Independent Bookselling


Independent Booksellers as a Unique Community Resource
Article by William Petrocelli

Independent bookstores have evolved into a unique - almost indispensable - community resource. The stores have become more than just stores, as many have evolved into places where the community gathers, where new authors are nurtured, and where the local economy is jump-started and revived. To the surprise of many people - often, the booksellers themselves - independent bookstores have become a center of local life.

This has happened mostly within the last twenty-five years, and it has gone largely unreported. Most news media have no one covering the "book beat" on a regular basis, and business schools seem to consider the everyday world of community-based retailing as beneath their dignity.

The important impact of independent bookselling can best be seen under three categories:

1. Independent bookselling as an engine for local economic growth
2. Local bookstores as a catalyst for new writers and readers
3. Bookstore activities as a focal point for community life

Independent booksellers share some of these characteristics with other institutions. All local retailers, for example, are a better engine for local growth than their chainstore competitors, but the local advantage provided by independent bookstores is arguably even greater. Other organizations provide a gathering point for community activities, but independent bookstores often provide a program of national literary and political leaders who can help energize the local community. Ultimately, it’s the interplay of these three types of activities that has made modern, independent bookselling something unique and valuable.

Ironically, independent booksellers find themselves in this position of responsibility just at the time when they are most under siege. During the same period when independent bookselling has become so valuable to the community, their ranks have become depleted by the relentless expansion of chainstores, the lure of the Internet, and the basic indifference of mall developers. The number of independent bookstores has been cut in half, while the chainstores have more than doubled in size. Although the situation has stabilized a bit in the last couple of years, the survival of independent bookselling is always a day-to-day thing. It may sound melodramatic, but what is at stake is the quality of life in the many communities served by the good independent booksellers. A community with a good bookstore is in a much better position to withstand the relentless pressures that have led to the "malling" of America.

This new, important role for independent booksellers is not something that any of them set out to do. Most are far too modest to claim any such pretensions.

During the 25 years or so that we have been in business at Book Passage, we’ve met most of the booksellers around the country and consider many of them our personal friends. They are a diverse, hard-working group, who usually work for little more than the people they employ. They are hard-nosed business people who, in this case, are tempered with the idealism and social conscience that comes from being gatekeepers of America’s literature. They are a resource that the United States can ill afford to lose.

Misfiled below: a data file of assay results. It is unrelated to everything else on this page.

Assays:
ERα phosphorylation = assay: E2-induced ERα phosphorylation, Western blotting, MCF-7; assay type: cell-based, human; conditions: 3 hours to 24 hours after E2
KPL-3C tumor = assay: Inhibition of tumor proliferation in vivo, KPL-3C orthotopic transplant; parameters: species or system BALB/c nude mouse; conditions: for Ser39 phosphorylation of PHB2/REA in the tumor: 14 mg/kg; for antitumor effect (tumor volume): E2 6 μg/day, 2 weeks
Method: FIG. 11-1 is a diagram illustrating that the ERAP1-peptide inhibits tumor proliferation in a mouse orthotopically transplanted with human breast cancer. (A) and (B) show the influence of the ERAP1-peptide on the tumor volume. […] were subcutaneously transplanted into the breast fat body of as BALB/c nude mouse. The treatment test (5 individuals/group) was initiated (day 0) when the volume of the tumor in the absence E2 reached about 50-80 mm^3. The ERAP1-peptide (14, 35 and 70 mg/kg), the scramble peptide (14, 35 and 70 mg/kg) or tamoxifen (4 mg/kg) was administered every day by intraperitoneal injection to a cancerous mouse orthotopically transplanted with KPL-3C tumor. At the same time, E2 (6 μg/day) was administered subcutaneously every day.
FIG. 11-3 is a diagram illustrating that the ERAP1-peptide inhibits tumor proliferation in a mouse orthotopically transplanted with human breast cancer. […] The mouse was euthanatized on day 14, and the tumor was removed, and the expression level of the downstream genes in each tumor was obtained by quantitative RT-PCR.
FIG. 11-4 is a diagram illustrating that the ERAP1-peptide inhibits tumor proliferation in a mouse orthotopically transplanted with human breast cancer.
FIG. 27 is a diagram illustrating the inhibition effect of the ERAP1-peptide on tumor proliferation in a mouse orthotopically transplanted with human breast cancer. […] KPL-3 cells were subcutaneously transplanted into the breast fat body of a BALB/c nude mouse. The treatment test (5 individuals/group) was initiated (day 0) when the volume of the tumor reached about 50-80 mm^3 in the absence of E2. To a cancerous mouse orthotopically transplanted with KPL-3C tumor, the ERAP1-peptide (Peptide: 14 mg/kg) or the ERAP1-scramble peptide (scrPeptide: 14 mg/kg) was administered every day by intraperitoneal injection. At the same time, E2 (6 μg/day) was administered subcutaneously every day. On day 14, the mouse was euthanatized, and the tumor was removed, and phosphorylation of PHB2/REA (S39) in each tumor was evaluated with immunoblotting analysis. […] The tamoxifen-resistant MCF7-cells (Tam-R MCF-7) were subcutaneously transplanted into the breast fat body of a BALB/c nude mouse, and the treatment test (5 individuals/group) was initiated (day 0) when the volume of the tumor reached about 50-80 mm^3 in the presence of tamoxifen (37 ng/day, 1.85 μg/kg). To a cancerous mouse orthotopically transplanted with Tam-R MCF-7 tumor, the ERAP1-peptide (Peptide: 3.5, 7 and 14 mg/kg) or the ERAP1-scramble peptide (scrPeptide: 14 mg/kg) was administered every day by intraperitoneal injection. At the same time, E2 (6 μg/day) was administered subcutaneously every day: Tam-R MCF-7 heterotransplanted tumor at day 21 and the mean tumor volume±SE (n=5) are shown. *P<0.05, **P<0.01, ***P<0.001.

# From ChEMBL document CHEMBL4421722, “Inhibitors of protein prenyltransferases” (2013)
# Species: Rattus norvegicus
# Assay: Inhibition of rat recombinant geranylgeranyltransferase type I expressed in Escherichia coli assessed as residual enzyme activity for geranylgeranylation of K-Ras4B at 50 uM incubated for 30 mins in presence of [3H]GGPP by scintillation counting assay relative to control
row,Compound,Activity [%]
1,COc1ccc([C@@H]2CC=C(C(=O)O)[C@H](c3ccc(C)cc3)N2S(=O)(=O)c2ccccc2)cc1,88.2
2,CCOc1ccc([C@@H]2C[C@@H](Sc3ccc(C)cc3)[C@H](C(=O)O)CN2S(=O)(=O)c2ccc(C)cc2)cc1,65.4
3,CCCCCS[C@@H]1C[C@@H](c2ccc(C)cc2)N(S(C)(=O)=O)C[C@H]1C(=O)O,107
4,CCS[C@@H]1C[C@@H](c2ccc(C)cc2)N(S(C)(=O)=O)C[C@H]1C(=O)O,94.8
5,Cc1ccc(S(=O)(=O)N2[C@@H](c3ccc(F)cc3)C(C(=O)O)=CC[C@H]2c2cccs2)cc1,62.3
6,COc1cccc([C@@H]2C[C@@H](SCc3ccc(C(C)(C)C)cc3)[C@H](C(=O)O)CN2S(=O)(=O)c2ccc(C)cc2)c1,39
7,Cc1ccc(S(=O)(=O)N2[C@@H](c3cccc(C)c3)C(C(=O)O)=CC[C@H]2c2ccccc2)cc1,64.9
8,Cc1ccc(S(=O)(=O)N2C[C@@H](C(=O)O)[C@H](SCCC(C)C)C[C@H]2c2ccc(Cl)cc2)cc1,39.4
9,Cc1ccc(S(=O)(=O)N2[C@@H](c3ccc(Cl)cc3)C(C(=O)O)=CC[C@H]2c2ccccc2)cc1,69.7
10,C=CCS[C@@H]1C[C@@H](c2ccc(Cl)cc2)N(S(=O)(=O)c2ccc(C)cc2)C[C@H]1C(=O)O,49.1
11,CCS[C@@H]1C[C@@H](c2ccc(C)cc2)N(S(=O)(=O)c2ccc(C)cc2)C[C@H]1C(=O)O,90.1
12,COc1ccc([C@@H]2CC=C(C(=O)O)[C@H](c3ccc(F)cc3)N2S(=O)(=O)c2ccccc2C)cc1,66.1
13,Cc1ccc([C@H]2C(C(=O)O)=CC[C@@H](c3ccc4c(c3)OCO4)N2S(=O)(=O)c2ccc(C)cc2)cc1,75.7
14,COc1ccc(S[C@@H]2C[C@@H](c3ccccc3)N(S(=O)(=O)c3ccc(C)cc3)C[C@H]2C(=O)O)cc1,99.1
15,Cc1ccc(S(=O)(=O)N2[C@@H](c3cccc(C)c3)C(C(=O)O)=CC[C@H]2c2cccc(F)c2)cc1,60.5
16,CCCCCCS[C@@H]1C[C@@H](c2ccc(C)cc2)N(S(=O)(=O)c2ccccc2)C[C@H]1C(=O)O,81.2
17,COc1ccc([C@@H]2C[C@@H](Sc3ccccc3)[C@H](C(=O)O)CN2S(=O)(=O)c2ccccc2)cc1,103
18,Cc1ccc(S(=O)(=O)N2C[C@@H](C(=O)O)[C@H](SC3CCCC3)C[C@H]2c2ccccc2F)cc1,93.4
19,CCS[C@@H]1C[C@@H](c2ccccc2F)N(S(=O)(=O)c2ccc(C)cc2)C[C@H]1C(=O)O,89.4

1. Independent Booksellers: An Engine for Local Economic Growth

Do you want to jump start your local economy? Bring in an independent bookstore. Studies show that locally-owned retailers provide a much larger boost to the local economy than chainstores. And among local retailers, independent booksellers provide an even greater catalyst for money flowing back into the community. In 2004, the firm of Civic Economics studied the Andersonville district of Chicago, one of the city’s livelier neighborhoods. Ten local businesses were analyzed - one of them Ann Christopherson’s Women and Children First bookstore - and they were compared against ten chainstore competitors. The economists looked at both the direct effects of local spending by the businesses, such as wages, local procurement, charitable contributions, etc., as well as the indirect effects of the as little as possible locally and withdraw the money from the locality as soon as possible.

While an increased local economic impact of 70% is very substantial, the increase generated by independent booksellers alone is likely to be even higher. An earlier study in Austin, Texas, in 2002, compared the economic benefit to the community of Steve Bercu’s Bookpeople, an independent bookstore and a local music store with a Borders store. The study concluded that the two independent stores had a local economic impact that was more than 240% higher. continuing expenditure of the money in the community using the standard IMPLAN method of calculation. The study showed a dramatic difference between the locally owned businesses and their chainstore competitors. Locally owned businesses recycled about 70% more money into the overall local economy. (The complete study can be found at www.andersonvillestudy.com.)

For every $100 in consumer spending with a local firm, the study concluded, $73 remains in the Chicago economy as compared with $43 for a chainstore. Locally-owned businesses generate a 70% Local Premium in enhanced economic impact. A difference of this magnitude is not surprising. Unlike chainstores, local retailers deposit their money in local banks, buy from local producers, give to local charities, and hire an array of local accountants, lawyers, architects, builders and other professionals. Chainstores, by contrast, spendas little as possible locally and withdraw the money from the locality as soon as possible.